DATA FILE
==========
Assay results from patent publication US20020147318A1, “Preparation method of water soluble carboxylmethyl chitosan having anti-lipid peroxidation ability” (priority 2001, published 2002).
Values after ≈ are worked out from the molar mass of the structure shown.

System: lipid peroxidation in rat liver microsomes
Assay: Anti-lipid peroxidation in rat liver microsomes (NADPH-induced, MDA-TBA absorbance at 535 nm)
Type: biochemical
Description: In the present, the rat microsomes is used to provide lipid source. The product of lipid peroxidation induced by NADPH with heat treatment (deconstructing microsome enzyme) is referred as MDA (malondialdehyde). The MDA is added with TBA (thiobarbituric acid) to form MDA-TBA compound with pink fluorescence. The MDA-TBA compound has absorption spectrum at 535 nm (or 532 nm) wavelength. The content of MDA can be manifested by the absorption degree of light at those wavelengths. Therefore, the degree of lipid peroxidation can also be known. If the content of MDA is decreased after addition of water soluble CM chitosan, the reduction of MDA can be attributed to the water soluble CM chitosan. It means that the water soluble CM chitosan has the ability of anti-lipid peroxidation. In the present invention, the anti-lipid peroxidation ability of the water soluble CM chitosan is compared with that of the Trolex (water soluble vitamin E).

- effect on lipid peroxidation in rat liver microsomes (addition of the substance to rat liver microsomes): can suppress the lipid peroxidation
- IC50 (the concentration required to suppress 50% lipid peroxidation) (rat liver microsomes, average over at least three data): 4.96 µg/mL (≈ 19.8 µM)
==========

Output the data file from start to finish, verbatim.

Assay results from patent publication US20020147318A1, “Preparation method of water soluble carboxylmethyl chitosan having anti-lipid peroxidation ability” (priority 2001, published 2002).
Values after ≈ are worked out from the molar mass of the structure shown.

System: lipid peroxidation in rat liver microsomes
Assay: Anti-lipid peroxidation in rat liver microsomes (NADPH-induced, MDA-TBA absorbance at 535 nm)
Type: biochemical
Description: In the present, the rat microsomes is used to provide lipid source. The product of lipid peroxidation induced by NADPH with heat treatment (deconstructing microsome enzyme) is referred as MDA (malondialdehyde). The MDA is added with TBA (thiobarbituric acid) to form MDA-TBA compound with pink fluorescence. The MDA-TBA compound has absorption spectrum at 535 nm (or 532 nm) wavelength. The content of MDA can be manifested by the absorption degree of light at those wavelengths. Therefore, the degree of lipid peroxidation can also be known. If the content of MDA is decreased after addition of water soluble CM chitosan, the reduction of MDA can be attributed to the water soluble CM chitosan. It means that the water soluble CM chitosan has the ability of anti-lipid peroxidation. In the present invention, the anti-lipid peroxidation ability of the water soluble CM chitosan is compared with that of the Trolex (water soluble vitamin E).

- effect on lipid peroxidation in rat liver microsomes (addition of the substance to rat liver microsomes): can suppress the lipid peroxidation
- IC50 (the concentration required to suppress 50% lipid peroxidation) (rat liver microsomes, average over at least three data): 4.96 µg/mL (≈ 19.8 µM)